As a fitting coda, almost 59 years later -- in a gesture of honoring the two locals' shared history -- the union rechristened itself as Local 76-493 in December 1994.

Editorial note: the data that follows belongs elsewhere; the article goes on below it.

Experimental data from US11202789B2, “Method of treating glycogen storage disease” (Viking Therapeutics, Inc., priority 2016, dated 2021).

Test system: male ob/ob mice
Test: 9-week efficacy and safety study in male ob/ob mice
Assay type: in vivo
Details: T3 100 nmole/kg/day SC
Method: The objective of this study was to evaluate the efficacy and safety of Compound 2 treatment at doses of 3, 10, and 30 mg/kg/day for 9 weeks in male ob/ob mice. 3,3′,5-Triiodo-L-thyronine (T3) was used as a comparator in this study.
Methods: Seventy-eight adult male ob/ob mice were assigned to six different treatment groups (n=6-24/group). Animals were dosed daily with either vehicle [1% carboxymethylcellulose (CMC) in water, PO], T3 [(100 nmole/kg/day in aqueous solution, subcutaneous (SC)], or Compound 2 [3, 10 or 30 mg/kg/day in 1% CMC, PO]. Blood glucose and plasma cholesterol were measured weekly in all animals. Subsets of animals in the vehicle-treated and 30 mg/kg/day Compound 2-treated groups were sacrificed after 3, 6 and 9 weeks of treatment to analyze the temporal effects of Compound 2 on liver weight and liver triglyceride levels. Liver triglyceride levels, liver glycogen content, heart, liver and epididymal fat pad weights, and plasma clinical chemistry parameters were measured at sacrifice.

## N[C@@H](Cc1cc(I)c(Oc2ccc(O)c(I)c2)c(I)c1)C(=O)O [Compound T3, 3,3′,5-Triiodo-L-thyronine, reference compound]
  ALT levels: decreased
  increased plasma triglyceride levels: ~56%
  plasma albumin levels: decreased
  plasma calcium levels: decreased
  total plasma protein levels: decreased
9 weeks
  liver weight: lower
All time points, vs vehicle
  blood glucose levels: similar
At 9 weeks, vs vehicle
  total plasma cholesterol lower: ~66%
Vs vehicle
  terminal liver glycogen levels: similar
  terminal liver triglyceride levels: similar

Sources: Miscellaneous records of AFM Local 76, Musicians' Association of Seattle Local 76-493 headquarters, Seattle, Washington; "Musicians to Decide on Merger of Locals 76, 493," Musicland, December 1956, p. 1; Val Foubert, "Say It With Ballots This Time! A Double-Forte 'Yes' For Merger," Musicland, December 1956, p. 1; Emmett Lewis, "Message From Local 493," Musicland, December 1956, pp. 1-2; Emmett Lewis, "A Final Message," Musicland, February, 1958, p. 1; Johnny Wittwer, "MERGER COMPLETED: No More Local 493," Musicland, February 1958, p. 1; Johnny Wittwer, "R.I.P Local 493 1923-1958 -- You've Been A Good Old Wagon (But You've Done Broke Down)," Musicland, February 1958, p. 1; "Vox Pop: Merger Comments by New Members," Musicland, February 1958, p. 6; Paul de Barros, Jackson Street After Hours: The Roots of Jazz in Seattle (Seattle: Sasquatch Books, 1993), 176-177; Musicians' Association of Seattle Local 76-493, website accessed January 20, 2013 (; David Keller, "Seattle's Segregated Musicians' Union, Local 493 (1918-1956)" (master of arts thesis, Western Washington University, 1996), pp. 26, 35, 51, 53, 155-157, 160; Online Encyclopedia of Washington State History, "'Negro Musicians' Union,' AFM Seattle Local 493 (1918-1958)" (by Peter Blecha), (accessed February 19, 2013).